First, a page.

Published On: December 25, 2019 09:48 AM NPT By: Republica | @RepublicaNepal
Nepal’s Tarai plains have always suffered—from floods and inundation during the rainy months, from heat wave during summer and from cold wave during winter months. In almost all the cases people from the low income bracket—such as Dalits and marginalized communities—have to bear the brunt. It is no different this winter. Dipping temperature and cold wave have affected normal life in many Tarai districts. Several schools have declared holiday while flow of patients at hospitals has remarkably increased. According to the District Education Office of Saptari, over 102 schools have been shut down due to excessive cold. The situation is no different in Siraha, Sunsari, Dhanusha and Udayapur districts. Every year, around two dozen people die due to cold. And most of them die because of lack of clothes or proper houses.
The victims to succumb to the deadly cold are mostly the children and elderly people. The tragedy is this has been happening for years and yet the governments of the day have not been able to save the poor from the preventable deaths. This time around too, a major complaint of the people in the plains is that the government makes no plan in advance to combat the situation. In Saptari, for example, Dalits have complained that children and elderly people die also due to lack of enough food. The situation is dire in this community for most of them are daily wage laborers who work in construction sites, whose livelihood, including food and clothes, depends on whether they find the work or whether they are able to do the work in this extremely adverse weather condition.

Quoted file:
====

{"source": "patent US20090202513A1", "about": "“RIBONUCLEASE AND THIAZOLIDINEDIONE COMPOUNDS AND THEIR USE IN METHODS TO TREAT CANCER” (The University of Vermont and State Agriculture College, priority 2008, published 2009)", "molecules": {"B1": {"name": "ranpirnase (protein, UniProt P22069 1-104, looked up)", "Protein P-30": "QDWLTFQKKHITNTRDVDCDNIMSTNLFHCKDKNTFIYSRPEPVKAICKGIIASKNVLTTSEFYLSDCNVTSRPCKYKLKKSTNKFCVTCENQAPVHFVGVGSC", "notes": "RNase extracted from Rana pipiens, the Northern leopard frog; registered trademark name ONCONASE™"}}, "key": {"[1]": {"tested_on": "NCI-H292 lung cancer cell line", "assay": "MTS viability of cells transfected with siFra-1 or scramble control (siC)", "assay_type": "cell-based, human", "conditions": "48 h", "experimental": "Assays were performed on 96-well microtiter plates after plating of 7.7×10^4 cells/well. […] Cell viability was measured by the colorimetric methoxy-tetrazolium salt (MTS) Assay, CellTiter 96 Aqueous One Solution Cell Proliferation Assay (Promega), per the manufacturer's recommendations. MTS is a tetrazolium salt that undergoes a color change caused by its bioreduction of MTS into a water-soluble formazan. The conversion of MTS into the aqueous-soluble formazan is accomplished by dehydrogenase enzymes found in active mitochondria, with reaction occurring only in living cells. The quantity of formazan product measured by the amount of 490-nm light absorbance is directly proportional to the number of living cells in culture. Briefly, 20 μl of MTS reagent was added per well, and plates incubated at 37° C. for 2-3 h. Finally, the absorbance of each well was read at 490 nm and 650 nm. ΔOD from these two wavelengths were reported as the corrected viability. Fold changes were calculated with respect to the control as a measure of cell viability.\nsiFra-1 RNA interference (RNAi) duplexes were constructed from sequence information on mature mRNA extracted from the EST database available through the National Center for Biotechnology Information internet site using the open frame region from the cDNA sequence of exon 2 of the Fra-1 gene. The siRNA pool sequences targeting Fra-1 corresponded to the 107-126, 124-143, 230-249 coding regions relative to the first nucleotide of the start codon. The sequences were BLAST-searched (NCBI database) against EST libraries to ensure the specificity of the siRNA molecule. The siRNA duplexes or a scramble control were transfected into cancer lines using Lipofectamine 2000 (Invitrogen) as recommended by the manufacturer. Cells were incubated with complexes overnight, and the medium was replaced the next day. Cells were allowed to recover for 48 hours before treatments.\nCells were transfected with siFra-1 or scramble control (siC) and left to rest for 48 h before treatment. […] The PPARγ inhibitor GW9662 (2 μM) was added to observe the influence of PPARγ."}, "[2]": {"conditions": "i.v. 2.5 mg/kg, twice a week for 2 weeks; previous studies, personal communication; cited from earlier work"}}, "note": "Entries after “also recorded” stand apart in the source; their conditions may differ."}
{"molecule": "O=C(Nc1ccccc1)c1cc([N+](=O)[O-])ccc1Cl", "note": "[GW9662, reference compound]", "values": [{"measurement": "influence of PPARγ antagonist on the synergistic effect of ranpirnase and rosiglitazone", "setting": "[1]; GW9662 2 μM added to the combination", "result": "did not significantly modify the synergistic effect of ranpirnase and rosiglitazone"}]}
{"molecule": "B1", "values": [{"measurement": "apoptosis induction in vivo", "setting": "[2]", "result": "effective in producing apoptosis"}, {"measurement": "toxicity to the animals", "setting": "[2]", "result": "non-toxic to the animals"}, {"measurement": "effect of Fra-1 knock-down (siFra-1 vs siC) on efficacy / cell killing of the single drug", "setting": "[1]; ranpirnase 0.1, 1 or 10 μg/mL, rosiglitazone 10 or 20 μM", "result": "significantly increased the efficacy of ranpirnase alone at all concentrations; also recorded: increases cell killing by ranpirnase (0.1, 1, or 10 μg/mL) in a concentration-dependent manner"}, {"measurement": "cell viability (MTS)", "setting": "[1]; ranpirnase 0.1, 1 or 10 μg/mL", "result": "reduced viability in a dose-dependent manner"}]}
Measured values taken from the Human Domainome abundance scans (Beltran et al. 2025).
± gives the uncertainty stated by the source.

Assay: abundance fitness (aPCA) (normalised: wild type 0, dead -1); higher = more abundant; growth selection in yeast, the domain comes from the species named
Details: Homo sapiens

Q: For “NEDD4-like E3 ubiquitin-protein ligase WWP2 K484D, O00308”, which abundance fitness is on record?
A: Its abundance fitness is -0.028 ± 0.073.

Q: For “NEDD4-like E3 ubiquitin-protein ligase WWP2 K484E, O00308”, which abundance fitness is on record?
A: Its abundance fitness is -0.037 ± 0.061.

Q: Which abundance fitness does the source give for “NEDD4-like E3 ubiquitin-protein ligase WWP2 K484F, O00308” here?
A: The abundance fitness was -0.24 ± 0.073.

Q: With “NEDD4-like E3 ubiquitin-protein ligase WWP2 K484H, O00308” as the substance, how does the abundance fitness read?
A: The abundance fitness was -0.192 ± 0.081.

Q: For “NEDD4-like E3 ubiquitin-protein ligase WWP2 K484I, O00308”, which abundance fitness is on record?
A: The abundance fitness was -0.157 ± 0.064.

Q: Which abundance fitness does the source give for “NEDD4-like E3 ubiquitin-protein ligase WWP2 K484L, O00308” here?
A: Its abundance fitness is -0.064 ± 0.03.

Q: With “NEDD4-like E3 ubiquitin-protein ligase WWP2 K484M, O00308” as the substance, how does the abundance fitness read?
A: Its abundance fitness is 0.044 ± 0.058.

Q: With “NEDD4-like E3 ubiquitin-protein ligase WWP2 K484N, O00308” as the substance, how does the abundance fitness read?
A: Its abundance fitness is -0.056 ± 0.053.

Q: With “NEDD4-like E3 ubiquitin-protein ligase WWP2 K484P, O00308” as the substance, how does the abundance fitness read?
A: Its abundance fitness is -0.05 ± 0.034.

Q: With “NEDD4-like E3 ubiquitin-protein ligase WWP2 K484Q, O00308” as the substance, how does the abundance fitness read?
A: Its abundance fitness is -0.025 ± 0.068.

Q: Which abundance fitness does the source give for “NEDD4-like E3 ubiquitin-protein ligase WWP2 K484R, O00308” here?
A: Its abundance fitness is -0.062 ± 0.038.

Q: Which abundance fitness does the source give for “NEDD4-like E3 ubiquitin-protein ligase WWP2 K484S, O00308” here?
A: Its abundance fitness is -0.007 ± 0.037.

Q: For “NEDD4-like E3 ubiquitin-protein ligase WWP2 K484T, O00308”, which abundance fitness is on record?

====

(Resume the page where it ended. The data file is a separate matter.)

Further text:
Death by cold wave, and by the same token, heat wave, has been the biggest stigma of state of Nepal. Cold wave hits Tarai plains every year, the poor die of this every year and yet the government does not make enough preparations for their safety and comfort. This situation should have changed a long back, or at least after the provincial and local governments have been in place. Now the local and provincial governments do not have to look up to Kathmandu at least to provide for the needs of the extremely poor and vulnerable population. They can chart their own plan and they can reach out to the vulnerable people on time so as to save them from the preventable deaths. The Ministry of Home Affairs has allocated one million rupees each for 42 districts—22 in Tarai and 20 in the mountains and hills—in a bid to prevent deaths from the cold wave and snowfall. This is a welcome step. Now local and provincial governments have to ensure that this money reaches the targeted people. The state needs to ensure that not a single citizen has to lose life just because s/he is not able to afford to buy warm clothes or they have no proper houses to live in. The situation in the plains might go worse as the mercury is dipping every other day. Governments in all spheres should remain alert to ensure that not a single citizen has to die due to cold wave ever again.
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